Pacemakers and Defibrillators
Pacemakers and Defibrillators: Procedure and FAQS: Arrhythmia is the improper beating of the heart. It is a disorder of your heart rate or rhythm that occurs when your heart beats too fast, too slowly, or irregularly. Arrhythmias usually occur due to problems in the electrical system of your heart.
Arrhythmia can be life-threatening. If your arrhythmia is serious, you may need a pacemaker or an implantable cardioverter-defibrillator (ICD). These devices help control your arrhythmia and also prevent life-threatening complications.
Difference between pacemaker and defibrillator
Pacemakers and Defibrillators; A pacemaker is a device that helps to control abnormal heart rhythms. It uses electrical pulses to control and prompt the heart to beat at a normal rhythm. A pacemaker can speed up a slow heart rhythm, reduce a fast heart rhythm, and coordinate an irregular heart rhythm.
A pacemaker can be used for patients with a slow heartbeat (bradycardia), fast heartbeat (tachycardia), and irregular heartbeat. A pacemaker sends electrical impulses to the heart to aid in the proper pumping of blood when needed. Pacemakers can be implanted permanently (internal) or temporarily (external).
An implantable cardioverter-defibrillator (ICD) is a device that monitors the rhythms of the heart. It monitors the rhythms of the heart and delivers shocks if it senses dangerous rhythms to help normalize heart rhythms. An ICD can help control life-threatening arrhythmias. It is used to detect and control heart arrhythmias. Most new ICDs can function as both a pacemaker and a defibrillator. Most new ICDs can also record the heart’s electrical patterns when there is an abnormal heart rhythm.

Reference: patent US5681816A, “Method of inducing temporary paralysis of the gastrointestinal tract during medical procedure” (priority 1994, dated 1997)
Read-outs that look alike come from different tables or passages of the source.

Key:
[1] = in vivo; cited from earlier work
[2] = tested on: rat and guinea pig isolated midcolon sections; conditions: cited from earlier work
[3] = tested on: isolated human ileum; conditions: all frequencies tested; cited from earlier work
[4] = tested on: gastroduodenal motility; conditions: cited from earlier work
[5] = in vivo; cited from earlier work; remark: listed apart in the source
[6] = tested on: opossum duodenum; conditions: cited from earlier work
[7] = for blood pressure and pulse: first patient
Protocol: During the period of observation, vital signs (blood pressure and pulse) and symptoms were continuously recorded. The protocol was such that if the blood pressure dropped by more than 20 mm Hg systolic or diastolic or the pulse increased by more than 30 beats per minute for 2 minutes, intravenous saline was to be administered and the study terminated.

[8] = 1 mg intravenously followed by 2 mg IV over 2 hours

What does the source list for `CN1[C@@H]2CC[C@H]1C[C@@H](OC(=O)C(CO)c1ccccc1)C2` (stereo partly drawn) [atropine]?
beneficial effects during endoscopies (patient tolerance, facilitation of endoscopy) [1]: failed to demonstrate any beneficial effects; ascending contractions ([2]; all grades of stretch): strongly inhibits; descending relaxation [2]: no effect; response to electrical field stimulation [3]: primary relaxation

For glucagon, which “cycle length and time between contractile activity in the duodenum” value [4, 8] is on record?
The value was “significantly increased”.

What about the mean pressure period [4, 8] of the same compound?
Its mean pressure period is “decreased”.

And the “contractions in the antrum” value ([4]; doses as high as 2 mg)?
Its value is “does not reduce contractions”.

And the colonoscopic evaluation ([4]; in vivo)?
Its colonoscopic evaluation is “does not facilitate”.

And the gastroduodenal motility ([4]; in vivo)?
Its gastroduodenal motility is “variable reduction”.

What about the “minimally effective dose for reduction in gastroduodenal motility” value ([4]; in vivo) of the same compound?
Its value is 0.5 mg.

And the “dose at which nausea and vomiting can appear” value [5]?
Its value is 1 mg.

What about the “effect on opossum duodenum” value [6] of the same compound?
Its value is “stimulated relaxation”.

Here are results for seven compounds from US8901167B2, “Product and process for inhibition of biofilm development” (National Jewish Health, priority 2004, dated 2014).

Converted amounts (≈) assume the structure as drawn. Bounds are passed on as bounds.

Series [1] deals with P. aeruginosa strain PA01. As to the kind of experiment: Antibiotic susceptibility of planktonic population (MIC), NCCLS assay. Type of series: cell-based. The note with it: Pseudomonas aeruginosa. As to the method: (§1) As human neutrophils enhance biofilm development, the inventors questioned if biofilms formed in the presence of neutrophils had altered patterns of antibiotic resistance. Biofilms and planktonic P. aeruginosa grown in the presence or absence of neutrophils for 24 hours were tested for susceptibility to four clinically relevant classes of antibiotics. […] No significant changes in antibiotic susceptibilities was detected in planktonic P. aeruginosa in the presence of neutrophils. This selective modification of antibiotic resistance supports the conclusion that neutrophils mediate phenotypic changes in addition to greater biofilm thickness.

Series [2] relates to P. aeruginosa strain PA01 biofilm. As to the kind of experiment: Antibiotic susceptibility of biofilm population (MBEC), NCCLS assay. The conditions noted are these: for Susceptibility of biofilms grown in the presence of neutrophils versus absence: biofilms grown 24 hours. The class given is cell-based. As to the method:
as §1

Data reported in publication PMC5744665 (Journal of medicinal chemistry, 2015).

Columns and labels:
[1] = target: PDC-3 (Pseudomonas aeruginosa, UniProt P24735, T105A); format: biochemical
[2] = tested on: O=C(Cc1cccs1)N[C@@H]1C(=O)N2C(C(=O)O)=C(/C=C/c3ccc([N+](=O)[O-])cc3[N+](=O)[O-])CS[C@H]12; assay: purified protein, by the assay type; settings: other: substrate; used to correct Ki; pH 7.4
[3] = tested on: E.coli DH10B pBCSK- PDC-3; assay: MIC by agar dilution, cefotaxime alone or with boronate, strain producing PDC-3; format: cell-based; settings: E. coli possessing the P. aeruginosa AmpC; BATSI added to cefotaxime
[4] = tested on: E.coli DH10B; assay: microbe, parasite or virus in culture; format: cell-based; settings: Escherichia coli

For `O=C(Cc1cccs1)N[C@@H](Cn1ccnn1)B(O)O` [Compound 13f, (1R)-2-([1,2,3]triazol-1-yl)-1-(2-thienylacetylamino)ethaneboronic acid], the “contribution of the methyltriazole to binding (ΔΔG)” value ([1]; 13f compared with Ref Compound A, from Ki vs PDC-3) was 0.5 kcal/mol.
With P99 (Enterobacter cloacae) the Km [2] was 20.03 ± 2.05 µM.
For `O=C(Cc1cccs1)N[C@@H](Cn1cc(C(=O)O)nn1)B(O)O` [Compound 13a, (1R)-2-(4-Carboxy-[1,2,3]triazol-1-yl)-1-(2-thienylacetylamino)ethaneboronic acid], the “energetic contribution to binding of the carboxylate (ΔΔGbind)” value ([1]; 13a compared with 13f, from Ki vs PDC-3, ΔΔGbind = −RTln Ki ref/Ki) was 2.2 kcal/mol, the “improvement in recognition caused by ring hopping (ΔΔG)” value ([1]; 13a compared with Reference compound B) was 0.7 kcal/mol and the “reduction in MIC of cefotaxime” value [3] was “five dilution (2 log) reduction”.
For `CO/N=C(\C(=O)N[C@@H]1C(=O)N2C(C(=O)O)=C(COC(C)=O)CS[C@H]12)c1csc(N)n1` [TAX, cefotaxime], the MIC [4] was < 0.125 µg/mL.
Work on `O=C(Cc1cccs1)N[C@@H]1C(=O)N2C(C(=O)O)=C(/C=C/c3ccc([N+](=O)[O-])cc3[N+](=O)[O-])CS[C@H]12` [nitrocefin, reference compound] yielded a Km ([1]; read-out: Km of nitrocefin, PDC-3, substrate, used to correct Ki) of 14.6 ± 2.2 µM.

Pacemaker and defibrillator combination therapy for recurrent ventricular tachycardia
Ventricular tachycardia is a condition in which the lower chambers of the heart (ventricles) beat very fast. This condition occurs due to a problem with the heart’s electrical impulses.
A pacemaker and defibrillator can be used to monitor and control recurrent ventricular tachycardia. These devices can be used to slow down and normalize the rhythms of the heart ventricles.
Pacemaker and defibrillator life expectancy
Pacemakers and defibrillators can last for 5-7 years when implanted. Pacemakers and defibrillators do not impact your life in any negative way. You can live a normal life with an implanted pacemaker or defibrillator as long as you keep to your doctor’s instructions and follow-up care.
What heart conditions require a pacemaker?
- Slow heart rhythm (bradycardia)
- Fast heart rhythm (tachycardia)
- Heart palpitations
- Hypertrophic cardiomyopathy
Can you have both a pacemaker and defibrillator?
Most new defibrillators function as both pacemakers and defibrillators. However, you can have both pacemaker and defibrillator without any complications.
How long can you live with a pacemaker or defibrillator?
The battery of a pacemaker or defibrillator generally lasts for 5-7 years. The battery will need to be changed when it runs out. The procedure for changing the battery is much simpler than the initial procedure. Your pacemaker or defibrillator will be checked periodically and more often towards the end of its battery life.